Jeffress happy to answer questions from Canterbury

Tuesday, November 28, 2017
Steve Jordahl (

Trump signs religious freedom EOThe liberal leader of the Church of England is asking why Evangelicals support Donald Trump while an American pastor is ready with answers. 

Archbishop Justin Welby made the comments on a British news show, when the TV host asked why "fundamentalist Christians" in the United States support Trump's presidency.

"No, I don't understand it," Welby told ITV. "I really, genuinely do not understand where that is coming from."

Welby, whose title is the Most Reverend as the archbishop of Canterbury, leads approximately 80 million Anglicans worldwide. 

Welby's remarks were noticed by the liberal Huffington Post, which pointed out that 81 percent of white evangelical Christians voted for Trump over Hillary Clinton last year. Other media outlets have pointed out that Trump's support from Evangelicals in 2016 outpaced Mitt Romney in 2012.

"I'm not sure why [Welby's] so baffled by it," remarks Dr. Robert Jeffress, the pastor of First Baptist Church in Dallas and an advisor to Trump.

Pastor Jeffress with Donald Trump"Beyond reviving the economy, rebuilding the military, remaking the judiciary," says the pastor, "President Trump is without doubt the most pro-religious liberty and pro-life president we've had in history."

OneNewsNow reported during the GOP presidential primary that Jeffress had joined Trump on the campaign trail, raising eyebrows among other Evangelicals who supported rival candidates. But the Southern Baptist pastor correctly predicted at the time that Trump would prevail on Election Day, and he has since defended the brash, real estate billionaire from complaints that Trump is ignorant of the Bible and Christianity.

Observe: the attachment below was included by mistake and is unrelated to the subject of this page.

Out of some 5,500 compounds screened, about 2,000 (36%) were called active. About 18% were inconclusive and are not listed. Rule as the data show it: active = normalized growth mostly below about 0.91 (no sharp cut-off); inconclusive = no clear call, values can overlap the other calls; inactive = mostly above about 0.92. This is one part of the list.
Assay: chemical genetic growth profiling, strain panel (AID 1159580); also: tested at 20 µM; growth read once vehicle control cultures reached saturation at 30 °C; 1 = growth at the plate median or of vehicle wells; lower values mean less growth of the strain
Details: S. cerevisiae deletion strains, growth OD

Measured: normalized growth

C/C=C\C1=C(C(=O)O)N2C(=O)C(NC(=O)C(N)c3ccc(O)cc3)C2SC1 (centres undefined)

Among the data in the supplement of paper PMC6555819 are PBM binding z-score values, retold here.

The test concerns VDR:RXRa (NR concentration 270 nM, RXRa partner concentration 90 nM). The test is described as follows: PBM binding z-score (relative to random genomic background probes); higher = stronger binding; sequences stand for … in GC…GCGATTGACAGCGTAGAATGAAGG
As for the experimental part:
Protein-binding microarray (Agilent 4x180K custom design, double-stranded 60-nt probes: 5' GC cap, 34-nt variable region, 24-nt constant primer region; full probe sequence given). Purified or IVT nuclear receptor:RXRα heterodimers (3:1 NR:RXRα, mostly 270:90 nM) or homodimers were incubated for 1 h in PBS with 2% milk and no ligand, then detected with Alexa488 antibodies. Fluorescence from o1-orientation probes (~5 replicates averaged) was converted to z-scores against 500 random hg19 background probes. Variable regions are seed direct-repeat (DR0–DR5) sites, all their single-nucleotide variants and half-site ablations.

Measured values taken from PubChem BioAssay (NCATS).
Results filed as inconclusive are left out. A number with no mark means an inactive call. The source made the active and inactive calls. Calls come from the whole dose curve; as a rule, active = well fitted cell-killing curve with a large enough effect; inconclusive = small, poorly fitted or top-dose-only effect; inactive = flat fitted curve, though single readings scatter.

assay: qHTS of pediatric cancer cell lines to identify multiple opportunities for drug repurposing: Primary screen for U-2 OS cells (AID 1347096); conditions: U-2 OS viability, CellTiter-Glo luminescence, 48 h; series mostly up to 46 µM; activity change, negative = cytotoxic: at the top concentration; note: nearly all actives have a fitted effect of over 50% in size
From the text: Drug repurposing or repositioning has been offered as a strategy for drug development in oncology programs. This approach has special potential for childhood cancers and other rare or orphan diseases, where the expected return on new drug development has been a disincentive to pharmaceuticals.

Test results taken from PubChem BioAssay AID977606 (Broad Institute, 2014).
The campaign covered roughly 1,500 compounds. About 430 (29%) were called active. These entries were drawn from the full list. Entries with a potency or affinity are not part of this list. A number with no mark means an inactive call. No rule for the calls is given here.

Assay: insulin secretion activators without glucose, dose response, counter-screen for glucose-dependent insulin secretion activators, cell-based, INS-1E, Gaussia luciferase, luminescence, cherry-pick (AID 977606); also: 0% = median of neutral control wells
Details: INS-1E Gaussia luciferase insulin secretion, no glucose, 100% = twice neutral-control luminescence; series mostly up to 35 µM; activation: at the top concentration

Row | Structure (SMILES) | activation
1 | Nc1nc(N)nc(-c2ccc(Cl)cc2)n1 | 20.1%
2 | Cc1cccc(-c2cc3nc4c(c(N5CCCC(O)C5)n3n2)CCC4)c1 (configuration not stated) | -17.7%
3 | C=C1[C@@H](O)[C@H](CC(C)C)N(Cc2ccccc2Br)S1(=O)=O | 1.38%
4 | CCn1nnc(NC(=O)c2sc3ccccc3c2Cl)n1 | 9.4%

Evangelicals at least have an audience with Trump, Jeffress has stated, whereas Clinton would have considered them a political enemy.

"To me," Jeffress tells OneNewsNow, "the real baffling question is why doesn't a so-called religious leader like the Archbishop of Canterbury support a pro-religious liberty and pro-life candidate like Donald Trump."

The answer to that question, he continues, is that Welby doesn't understand Evangelicals because he doesn't understand the Bible.

In just the last few months, under the guidance of Archbishop Welby, the Church of England has planned a special church service for a transgender person switching genders, and just this month instructed its schools to encourage preschool children to explore multiple genders as part of its "Valuing All God's Children" directive. 

"This guidance helps schools to offer the Christian message of love, joy and celebration of our humanity without exception or exclusion," Welby said of the instructions. 

Consider Supporting Us?

The staff at strives daily to bring you news from a biblical perspective. If you benefit from this platform and want others to know about it please consider a generous gift today.



We moderate all reader comments, usually within 24 hours of posting (longer on weekends). Please limit your comment to 300 words or less and ensure it addresses the article - NOT another reader's comments. Comments that contain a link (URL), an inordinate number of words in ALL CAPS, rude remarks directed at other readers, or profanity/vulgarity will not be approved. More details




Who do you believe when you hear them talk about the Republican tax reform bill?





  'This is happening': GOP revels in all-but-certain tax deal
  On Trump turf, GOP still seeks N.D. Senate candidate
  Major media players start commission for sexual misconduc
  Latest: South Africa ruling party meets to choose leader
Moore tells supporters 'battle is not over' in Senate race
Border arrests surge, erasing much of Trump's early gains
Army of firefighters takes on still-growing California fire


Trump ally Roger Stone cleared in NY defamation case
One obvious detail revealed this 'Green Beret' was a total fraud
EU agrees clampdown on bitcoin platforms to tackle money laundering
Kansas Democrat Andrea Ramsey drops out of House race over 2005 harassment suit
Ranchers defeat Big Brother in property rights fight


Cartoon of the Day
Is online theological learning the end of seminaries?

technology and the BibleWith the popularity of online learning on the rise, Christian higher education institutions are looking at ways to consolidate – and this could mean the beginning of the end of seminary extension campuses.